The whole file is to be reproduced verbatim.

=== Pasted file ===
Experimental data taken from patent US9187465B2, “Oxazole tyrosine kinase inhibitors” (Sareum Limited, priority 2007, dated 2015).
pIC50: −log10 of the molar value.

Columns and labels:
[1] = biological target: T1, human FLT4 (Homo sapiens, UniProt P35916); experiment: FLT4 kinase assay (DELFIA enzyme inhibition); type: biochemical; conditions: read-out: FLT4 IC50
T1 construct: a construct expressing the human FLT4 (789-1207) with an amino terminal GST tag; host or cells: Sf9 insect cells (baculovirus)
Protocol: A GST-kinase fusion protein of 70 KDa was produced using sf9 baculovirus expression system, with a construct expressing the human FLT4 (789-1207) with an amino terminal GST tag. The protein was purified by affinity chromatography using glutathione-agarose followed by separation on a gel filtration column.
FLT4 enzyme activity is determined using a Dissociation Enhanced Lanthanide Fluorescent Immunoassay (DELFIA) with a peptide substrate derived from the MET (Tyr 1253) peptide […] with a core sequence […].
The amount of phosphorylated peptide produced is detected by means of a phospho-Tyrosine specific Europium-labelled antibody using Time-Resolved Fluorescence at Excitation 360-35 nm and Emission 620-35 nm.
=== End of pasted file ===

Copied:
Experimental data taken from patent US9187465B2, “Oxazole tyrosine kinase inhibitors” (Sareum Limited, priority 2007, dated 2015).
pIC50: −log10 of the molar value.

Columns and labels:
[1] = biological target: T1, human FLT4 (Homo sapiens, UniProt P35916); experiment: FLT4 kinase assay (DELFIA enzyme inhibition); type: biochemical; conditions: read-out: FLT4 IC50
T1 construct: a construct expressing the human FLT4 (789-1207) with an amino terminal GST tag; host or cells: Sf9 insect cells (baculovirus)
Protocol: A GST-kinase fusion protein of 70 KDa was produced using sf9 baculovirus expression system, with a construct expressing the human FLT4 (789-1207) with an amino terminal GST tag. The protein was purified by affinity chromatography using glutathione-agarose followed by separation on a gel filtration column.
FLT4 enzyme activity is determined using a Dissociation Enhanced Lanthanide Fluorescent Immunoassay (DELFIA) with a peptide substrate derived from the MET (Tyr 1253) peptide […] with a core sequence […].
The amount of phosphorylated peptide produced is detected by means of a phospho-Tyrosine specific Europium-labelled antibody using Time-Resolved Fluorescence at Excitation 360-35 nm and Emission 620-35 nm.